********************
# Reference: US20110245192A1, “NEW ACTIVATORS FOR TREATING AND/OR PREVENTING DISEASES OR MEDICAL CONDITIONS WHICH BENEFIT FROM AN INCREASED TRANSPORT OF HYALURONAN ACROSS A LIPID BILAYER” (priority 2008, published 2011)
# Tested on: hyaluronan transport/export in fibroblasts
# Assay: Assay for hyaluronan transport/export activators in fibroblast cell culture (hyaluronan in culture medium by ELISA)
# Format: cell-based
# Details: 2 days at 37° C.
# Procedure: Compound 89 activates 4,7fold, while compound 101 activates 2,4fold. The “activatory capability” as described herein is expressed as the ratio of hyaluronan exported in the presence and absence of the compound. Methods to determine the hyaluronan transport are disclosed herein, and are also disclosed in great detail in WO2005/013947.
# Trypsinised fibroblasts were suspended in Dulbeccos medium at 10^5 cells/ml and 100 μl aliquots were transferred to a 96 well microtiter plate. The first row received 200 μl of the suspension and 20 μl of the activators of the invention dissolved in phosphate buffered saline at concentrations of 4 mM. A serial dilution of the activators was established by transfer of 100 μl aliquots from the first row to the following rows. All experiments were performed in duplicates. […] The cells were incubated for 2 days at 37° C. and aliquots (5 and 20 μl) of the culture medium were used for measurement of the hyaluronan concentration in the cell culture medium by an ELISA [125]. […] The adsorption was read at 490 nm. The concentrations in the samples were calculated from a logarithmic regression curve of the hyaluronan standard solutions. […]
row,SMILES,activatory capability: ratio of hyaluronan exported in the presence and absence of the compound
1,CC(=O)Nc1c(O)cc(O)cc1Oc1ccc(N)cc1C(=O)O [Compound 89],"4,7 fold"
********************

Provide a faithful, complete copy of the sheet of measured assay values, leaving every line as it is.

# Reference: US20110245192A1, “NEW ACTIVATORS FOR TREATING AND/OR PREVENTING DISEASES OR MEDICAL CONDITIONS WHICH BENEFIT FROM AN INCREASED TRANSPORT OF HYALURONAN ACROSS A LIPID BILAYER” (priority 2008, published 2011)
# Tested on: hyaluronan transport/export in fibroblasts
# Assay: Assay for hyaluronan transport/export activators in fibroblast cell culture (hyaluronan in culture medium by ELISA)
# Format: cell-based
# Details: 2 days at 37° C.
# Procedure: Compound 89 activates 4,7fold, while compound 101 activates 2,4fold. The “activatory capability” as described herein is expressed as the ratio of hyaluronan exported in the presence and absence of the compound. Methods to determine the hyaluronan transport are disclosed herein, and are also disclosed in great detail in WO2005/013947.
# Trypsinised fibroblasts were suspended in Dulbeccos medium at 10^5 cells/ml and 100 μl aliquots were transferred to a 96 well microtiter plate. The first row received 200 μl of the suspension and 20 μl of the activators of the invention dissolved in phosphate buffered saline at concentrations of 4 mM. A serial dilution of the activators was established by transfer of 100 μl aliquots from the first row to the following rows. All experiments were performed in duplicates. […] The cells were incubated for 2 days at 37° C. and aliquots (5 and 20 μl) of the culture medium were used for measurement of the hyaluronan concentration in the cell culture medium by an ELISA [125]. […] The adsorption was read at 490 nm. The concentrations in the samples were calculated from a logarithmic regression curve of the hyaluronan standard solutions. […]
row,SMILES,activatory capability: ratio of hyaluronan exported in the presence and absence of the compound
1,CC(=O)Nc1c(O)cc(O)cc1Oc1ccc(N)cc1C(=O)O [Compound 89],"4,7 fold"